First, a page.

|Reviews for Harry Potter and the Methods of Rationality|
| w chapter 71 . 4/6/2011
| Astrid chapter 71 . 4/6/2011
Maybe you're finding it more difficult to write SPHEW chapters because the girls of SPHEW, as you've written them, just aren't that interesting. You've 'leveled-up' Quirrel, Draco, et al. so that they match Harry quite well-Draco in the books was cruel but acted and thought like an 11-year-old boy, while MOR Draco is cunning enough to (nearly) keep pace with Harry. So why has Hermione barely become more rational at all?
Of course she's still brilliant- but she was brilliant in the books. Of course a major plot point is her struggle not to fall behind Harry- but instead of studying, inventing, or plotting like any other MOR character, you decide she'll protest (without thinking through how that could have any consequence at all) and moronically 'look for Trouble'. She's becoming the Ron character (with better test scores, granted)- angsty and jealous of Harry's success but useful when the author wants a respite from the action.
Why do that? You don't write angst nearly as well as you write logic, and besides, you're not teaching readers how to be more rational thinkers (presumably most of the point of MOR)when you do. You do end up belittling nearly all your female characters. I'm not accusing you of intentional misogyny. In Hermione's case, for instance, it seems like her role was overtaken by Draco, and you've been trying to distinguish her character from Harry and Draco. But why include something like this passage?
"She tried to explain, and then after the resulting argument tried to explain again, while the other seven girls looked at her more and more skeptically...Padma closed off further discussion by observing wearily that she didn't see much point to going on arguing, since S.P.H.E.W. wasn't about anything to do with feminism in the first place, it was just about more girls becoming heroes."
11 year old girls who bicker and don't know the meaning of 'feminism' is at least plausible (although it doesn't sound like you've spoken to any intelligent 11-year-old girls recently), but now you have to make your characters so dumb they can't understand the definition of a not-terribly-difficult word when it's repeatedly explained to the?
which is not only insulting (nothing necessarily wrong with that) but totally pointlessly so.
You wasted half of this chapter with SPHEW. That half taught readers nothing about rationality. You also wrote characters so thick that a) it's impossible to see SPHEW having any further plot significance, unless it's to bumble and create a situation for someone else to heroically fix. b) even should they become heroines, they will have failed to prove witches' equality, because as they're written, they simply aren't capable of resolving problems half as well as Harry or Quirrel could.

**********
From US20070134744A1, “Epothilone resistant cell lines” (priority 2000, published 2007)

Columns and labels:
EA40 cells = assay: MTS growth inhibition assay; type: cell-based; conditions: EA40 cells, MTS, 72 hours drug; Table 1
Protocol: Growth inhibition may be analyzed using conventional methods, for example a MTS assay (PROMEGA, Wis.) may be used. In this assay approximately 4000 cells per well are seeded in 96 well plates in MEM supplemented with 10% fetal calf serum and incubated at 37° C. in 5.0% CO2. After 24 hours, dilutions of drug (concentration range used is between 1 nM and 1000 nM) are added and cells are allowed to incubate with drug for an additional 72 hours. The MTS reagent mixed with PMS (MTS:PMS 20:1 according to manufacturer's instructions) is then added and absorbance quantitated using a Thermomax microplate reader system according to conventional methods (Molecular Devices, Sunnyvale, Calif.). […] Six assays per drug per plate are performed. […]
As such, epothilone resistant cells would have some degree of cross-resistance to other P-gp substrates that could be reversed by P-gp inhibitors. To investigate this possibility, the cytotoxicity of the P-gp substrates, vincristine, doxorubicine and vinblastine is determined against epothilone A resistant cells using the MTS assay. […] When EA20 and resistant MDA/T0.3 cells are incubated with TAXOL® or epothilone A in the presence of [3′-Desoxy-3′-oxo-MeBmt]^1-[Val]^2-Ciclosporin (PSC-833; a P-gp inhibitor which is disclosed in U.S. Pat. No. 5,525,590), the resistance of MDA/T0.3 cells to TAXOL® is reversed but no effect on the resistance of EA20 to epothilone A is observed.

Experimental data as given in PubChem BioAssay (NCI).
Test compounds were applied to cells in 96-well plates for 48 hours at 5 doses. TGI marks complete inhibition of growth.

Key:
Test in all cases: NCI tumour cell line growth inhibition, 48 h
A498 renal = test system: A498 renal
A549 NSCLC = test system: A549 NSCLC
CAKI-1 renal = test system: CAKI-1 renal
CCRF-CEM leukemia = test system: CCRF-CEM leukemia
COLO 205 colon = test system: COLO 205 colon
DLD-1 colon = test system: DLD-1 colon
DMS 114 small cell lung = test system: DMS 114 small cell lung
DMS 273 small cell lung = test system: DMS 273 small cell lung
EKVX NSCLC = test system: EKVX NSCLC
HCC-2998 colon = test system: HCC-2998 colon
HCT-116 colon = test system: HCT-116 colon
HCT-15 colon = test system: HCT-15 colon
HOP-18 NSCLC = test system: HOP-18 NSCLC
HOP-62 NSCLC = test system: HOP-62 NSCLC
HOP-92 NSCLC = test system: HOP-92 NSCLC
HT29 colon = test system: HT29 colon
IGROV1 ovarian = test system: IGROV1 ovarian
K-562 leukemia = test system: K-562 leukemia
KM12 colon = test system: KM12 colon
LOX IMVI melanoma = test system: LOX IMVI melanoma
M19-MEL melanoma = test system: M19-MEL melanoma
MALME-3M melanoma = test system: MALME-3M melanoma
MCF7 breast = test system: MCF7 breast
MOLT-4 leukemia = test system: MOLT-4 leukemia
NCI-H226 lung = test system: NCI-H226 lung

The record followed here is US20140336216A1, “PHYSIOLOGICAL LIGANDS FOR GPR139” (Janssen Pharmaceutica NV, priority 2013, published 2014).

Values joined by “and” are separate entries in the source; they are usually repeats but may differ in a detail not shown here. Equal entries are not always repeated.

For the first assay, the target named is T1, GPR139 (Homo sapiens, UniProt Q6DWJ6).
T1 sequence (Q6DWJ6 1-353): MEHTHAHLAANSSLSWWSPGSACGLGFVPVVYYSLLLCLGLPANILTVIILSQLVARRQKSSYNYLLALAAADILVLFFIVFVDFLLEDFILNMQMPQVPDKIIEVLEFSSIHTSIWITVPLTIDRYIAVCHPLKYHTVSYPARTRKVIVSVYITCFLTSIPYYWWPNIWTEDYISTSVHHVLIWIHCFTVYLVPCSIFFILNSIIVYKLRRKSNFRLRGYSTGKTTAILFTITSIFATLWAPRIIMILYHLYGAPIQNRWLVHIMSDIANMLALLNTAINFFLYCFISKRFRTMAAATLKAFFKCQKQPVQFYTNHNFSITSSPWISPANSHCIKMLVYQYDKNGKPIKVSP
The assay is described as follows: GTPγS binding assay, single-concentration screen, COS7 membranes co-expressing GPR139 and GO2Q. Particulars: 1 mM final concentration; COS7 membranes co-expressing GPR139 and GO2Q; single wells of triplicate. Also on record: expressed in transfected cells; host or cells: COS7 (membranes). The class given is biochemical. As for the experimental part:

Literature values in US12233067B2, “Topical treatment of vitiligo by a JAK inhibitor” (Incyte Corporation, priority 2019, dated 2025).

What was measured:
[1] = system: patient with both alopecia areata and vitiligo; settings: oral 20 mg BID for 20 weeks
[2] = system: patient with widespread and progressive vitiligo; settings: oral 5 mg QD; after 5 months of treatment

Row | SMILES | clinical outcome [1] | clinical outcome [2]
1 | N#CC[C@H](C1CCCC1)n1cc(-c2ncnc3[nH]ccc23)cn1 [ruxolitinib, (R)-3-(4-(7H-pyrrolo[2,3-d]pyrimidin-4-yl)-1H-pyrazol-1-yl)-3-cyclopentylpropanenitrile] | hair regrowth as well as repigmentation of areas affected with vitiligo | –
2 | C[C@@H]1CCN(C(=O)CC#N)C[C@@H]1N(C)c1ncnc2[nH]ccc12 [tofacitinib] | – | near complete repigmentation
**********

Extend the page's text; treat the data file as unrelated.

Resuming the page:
| grins chapter 11 . 4/6/2011
On the last one: Poor Minnie, there's no end in sight now.
| Hunterw chapter 71 . 4/6/2011
Awesome as always (though I'd like to second the notion of a Dramatis Personae somewhere... maybe if I made one, it could be linked to from the A/Ns? we'll see). I personally am tremendously enjoying the sphew arc, and am quite willing to wait a bit for it to be re-integrated with Harry's Story. However. Someone below mentioned Rosemary Kirstein, but I had already had this thought in re: Robert Jordan. Don't spin out so many threads you die before you can tie them up!
| A-Knight4 chapter 22 . 4/6/2011
Something like magic being a recessive gene?
| Peregrinate chapter 71 . 4/6/2011
Lol... I loved the ending! Brilliant, as ever. Almost to 12k reviews! Nice!
| braindoll chapter 71 . 4/6/2011
I'm sorry to say that I suspect writing this story is not going to get any easier. This is the point in the story where you have to start tying up all the dangling threads into a satisfying climax and denouement. And while you were spinning out those threads, you thought you could see how they were going to fit together. But now, closer up, the fit isn't as good as you thought it would be, and that's not fun. Yes, you can fix things and rethink them, but you're much much more constrained in doing so than you were earlier.
So, how can you motivate that work? How can you free up your imagination from all those constraints? Well, I have one crazy idea. It's probably stupid, but hey, there are worse sources of inspiration than other people's stupid ideas, so I hope it might be useful anyway.
Write the end first. That awesome multilevel Xanatos pileup you're vaguely imagining? Actually write it, paragraph by paragraph. C'mon, you know that it's going to be fun. Then come back and write the bridging parts later.